Despite the world’s latest four-day workweek experiment resulting in higher-than-expected job satisfaction and productivity, this arrangement is still out of reach for many.
The concept has, at the very least, become mainstream. So much so, that more companies have started toying with the idea of staggering shorter work weeks, particularly as the UK trial showed that 86% of participating companies called the experiment a success.
Despite the optimistic outcome of the trial, it does indicate a slow adoption of the model for industries outside of the tech sector.
“It is really taking off as a notable trend in areas like tech, software, ICT [internet communication technology], finance and professional services – knowledge-based roles that used to be primarily office-based, but are now in many cases are hybrid or remote,” said Joe O’Connor, director and co-founder of the Work Time Reduction Center of Excellence.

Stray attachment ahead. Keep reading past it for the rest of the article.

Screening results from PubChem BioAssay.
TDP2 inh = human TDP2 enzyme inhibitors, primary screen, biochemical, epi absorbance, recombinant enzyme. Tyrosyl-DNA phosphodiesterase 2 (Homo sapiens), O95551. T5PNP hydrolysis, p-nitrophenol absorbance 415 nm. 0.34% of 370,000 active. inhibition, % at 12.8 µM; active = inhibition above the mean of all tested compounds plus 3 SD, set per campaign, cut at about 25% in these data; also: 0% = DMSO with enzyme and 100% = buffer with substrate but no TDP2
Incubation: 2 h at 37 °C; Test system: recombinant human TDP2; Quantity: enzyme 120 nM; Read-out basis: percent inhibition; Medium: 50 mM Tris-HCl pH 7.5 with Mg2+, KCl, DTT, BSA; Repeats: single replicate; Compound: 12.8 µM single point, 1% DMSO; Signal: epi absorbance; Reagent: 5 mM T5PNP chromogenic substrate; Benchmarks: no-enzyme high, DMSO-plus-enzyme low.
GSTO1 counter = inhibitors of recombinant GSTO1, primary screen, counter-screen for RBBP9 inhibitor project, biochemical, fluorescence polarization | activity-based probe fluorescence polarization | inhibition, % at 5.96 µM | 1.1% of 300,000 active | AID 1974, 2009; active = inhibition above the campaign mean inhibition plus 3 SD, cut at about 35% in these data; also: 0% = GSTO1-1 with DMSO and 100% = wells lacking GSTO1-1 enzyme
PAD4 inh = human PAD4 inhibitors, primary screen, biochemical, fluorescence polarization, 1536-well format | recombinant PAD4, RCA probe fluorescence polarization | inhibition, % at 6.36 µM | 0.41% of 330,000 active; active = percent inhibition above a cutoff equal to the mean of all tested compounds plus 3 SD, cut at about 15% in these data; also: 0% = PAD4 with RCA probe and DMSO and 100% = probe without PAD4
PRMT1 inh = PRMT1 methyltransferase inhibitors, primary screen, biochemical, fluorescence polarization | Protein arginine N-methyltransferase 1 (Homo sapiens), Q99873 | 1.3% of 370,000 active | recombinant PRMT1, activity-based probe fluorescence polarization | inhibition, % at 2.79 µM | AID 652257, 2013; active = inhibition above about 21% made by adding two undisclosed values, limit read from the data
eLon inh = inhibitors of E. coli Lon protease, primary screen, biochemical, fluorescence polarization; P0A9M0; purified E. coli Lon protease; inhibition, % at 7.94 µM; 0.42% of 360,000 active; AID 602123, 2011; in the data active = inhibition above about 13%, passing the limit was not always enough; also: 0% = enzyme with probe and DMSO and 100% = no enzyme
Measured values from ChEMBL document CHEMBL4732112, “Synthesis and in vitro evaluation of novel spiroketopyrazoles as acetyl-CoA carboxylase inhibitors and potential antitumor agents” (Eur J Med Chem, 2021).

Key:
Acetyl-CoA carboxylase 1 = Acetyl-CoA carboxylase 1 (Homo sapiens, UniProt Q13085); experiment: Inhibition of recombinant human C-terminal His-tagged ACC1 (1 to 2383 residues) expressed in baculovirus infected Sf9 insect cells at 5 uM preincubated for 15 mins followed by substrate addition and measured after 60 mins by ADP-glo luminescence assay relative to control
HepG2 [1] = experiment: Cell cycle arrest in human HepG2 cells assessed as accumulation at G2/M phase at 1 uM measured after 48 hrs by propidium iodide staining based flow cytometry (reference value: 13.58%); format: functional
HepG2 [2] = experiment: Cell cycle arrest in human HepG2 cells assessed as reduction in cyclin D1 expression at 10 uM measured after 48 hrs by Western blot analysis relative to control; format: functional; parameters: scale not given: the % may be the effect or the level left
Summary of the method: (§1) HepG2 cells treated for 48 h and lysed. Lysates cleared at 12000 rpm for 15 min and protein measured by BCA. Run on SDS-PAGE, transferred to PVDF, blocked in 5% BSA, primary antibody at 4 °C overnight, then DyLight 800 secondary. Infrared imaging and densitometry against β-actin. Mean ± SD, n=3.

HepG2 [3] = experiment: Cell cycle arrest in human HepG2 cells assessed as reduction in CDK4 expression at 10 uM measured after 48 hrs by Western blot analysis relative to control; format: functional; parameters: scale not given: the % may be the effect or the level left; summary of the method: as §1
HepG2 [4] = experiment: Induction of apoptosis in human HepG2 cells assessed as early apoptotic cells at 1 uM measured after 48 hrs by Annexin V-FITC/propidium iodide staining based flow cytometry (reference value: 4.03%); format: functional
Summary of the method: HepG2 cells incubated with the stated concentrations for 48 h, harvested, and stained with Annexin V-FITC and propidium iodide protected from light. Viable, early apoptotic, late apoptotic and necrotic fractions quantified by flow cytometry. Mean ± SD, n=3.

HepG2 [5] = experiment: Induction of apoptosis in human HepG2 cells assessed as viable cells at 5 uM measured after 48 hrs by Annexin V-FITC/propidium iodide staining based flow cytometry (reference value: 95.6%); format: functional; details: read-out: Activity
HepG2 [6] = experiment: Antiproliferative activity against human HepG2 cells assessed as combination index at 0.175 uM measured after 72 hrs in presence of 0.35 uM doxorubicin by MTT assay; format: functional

Because much of these knowledge-based industries already rely on modern technologies, shortening the work week takes less pre-planning. However, in order for other industries to have the same opportunity, norms in the workplace will have to be completely revamped.
For instance, Portugal’s government is currently in the process of experimenting with their own four-day workweek.
But Peros Gomes, coordinator of the trial, notes that many organizations can benefit from a staggered model, rather than giving all workers Fridays off. By doing so, a company can still operate five days a week, while employees can benefit from a shorter work week without loss in productivity.